Of the children from that union, mom told us about three girls and two boys; there may be others. One girls was named Mariah, and she would marry Walter “Jake” Belisle, a man of many talents and technical skills, who built his own house on Berkely Street and his own boat Victory-B in Sittee. They produced a bunch of Belisle children – Gilly, Kenny, “Sleepy”, Maggie, Edwina, and including Wilfred Belisle, my mother’s father. So, Mariah Escarpeta Belisle was Elinor’s grandmother. Another Escarpeta daughter, Juana, is said to have married a Kelly; and the other, nicknamed “Daata,” married a Sanchez. The boys, “Tio,” who we later suspected was for Theodore, and Mayto carried on the Escarpeta name.

Belize is a small place, and Smokey Joe used to say, “All a wi da faamly.”

(About fifteen years ago, thankfully while mom was still at her full mental powers, a casual acquaintance at a wedding in Corozal revealed that the matriarch of the Escarpeta family that we knew only as “Betsy” was Elizabeth Kingston who married Jose Escarpeta.  So one family riddle was solved for us.)

From about five years old until eleven, Elinor lived in Sittee River Village.  She didn’t actually begin school in Sittee until she was about eight years old; but her home schooling by father, Wilfred, “Papa Bill,” who visited regularly, had ably prepared her.  And teacher Michael Nembhard and his “Royal Reader” provided the rest of her primary education.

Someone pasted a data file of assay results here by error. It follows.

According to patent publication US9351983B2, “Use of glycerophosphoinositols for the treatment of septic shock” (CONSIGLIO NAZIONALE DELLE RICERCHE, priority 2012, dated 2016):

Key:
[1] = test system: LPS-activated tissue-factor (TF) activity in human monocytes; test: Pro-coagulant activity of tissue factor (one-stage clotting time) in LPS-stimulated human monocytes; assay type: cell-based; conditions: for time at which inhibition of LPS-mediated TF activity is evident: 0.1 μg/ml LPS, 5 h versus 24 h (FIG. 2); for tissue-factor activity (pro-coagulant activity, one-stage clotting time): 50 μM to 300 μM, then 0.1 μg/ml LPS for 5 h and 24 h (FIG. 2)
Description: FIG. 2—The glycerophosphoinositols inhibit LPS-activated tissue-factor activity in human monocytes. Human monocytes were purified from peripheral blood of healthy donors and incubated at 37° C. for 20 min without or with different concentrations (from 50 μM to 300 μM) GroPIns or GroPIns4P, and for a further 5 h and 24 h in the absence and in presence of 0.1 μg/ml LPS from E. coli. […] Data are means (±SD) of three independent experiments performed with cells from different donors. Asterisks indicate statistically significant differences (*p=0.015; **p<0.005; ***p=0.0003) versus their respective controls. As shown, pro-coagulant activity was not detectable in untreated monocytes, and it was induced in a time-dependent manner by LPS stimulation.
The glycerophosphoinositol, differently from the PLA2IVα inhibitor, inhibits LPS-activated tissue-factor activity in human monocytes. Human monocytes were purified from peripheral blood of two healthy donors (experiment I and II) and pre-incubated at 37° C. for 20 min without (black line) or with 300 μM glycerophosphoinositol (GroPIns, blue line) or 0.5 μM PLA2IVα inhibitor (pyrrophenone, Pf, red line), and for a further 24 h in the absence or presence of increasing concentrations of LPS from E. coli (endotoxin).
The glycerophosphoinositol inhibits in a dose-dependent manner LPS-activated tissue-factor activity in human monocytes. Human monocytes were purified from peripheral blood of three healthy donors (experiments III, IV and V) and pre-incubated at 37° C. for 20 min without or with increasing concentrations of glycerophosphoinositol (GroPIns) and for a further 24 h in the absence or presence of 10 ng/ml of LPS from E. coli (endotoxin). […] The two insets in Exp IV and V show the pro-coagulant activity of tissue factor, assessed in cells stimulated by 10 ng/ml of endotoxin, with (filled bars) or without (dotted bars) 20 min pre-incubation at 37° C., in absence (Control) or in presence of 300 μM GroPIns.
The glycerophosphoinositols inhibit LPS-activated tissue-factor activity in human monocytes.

So, when Elinor came back to Belize City at eleven years to stay with Granny Lillian (Gibson) Lindo, our Granny Eva’s mother, she had little difficulty coping with lessons, successfully completing her secondary school education at St. Hilda’s College, where her scholastic achievements in both high school leaving and external examinations were exemplary.

Our mom always said that Granny Lillian was one sweet lady, but still a firm disciplinarian, who would still be nice in getting you to understand that her rules were not to be broken. She also credited Granny Lil with starting the Cross Country tradition of putting a garland, bouquet of flowers on the champion’s neck. They lived on the outskirts of town on Cemetery Road, where Lyon’s Bakery was in later years; and Granny Lil would pick flowers from her garden and await the arrival of the first rider. It soon became a tradition.

Our dad was recalling recently what Elinor had told him about her early initiation into life with Granny Lillian. One of her rules was that a girl must take a bath each morning before going to school.  One morning, when young Elinor happened to be running late, she tried to make off, saying goodbye as she left through the door.  To which Granny Lil sweetly but sternly asked, “Yo bathe yet, darling?” The message was clear; getting late for school was not an excuse to skip a bath! After that episode, having to arrive at school late and the consequences there, Elinor knew she had to always fulfill Granny Lil’s rule first. And she made sure to pass the rule on to her children, even when some of the little ones resisted cold water.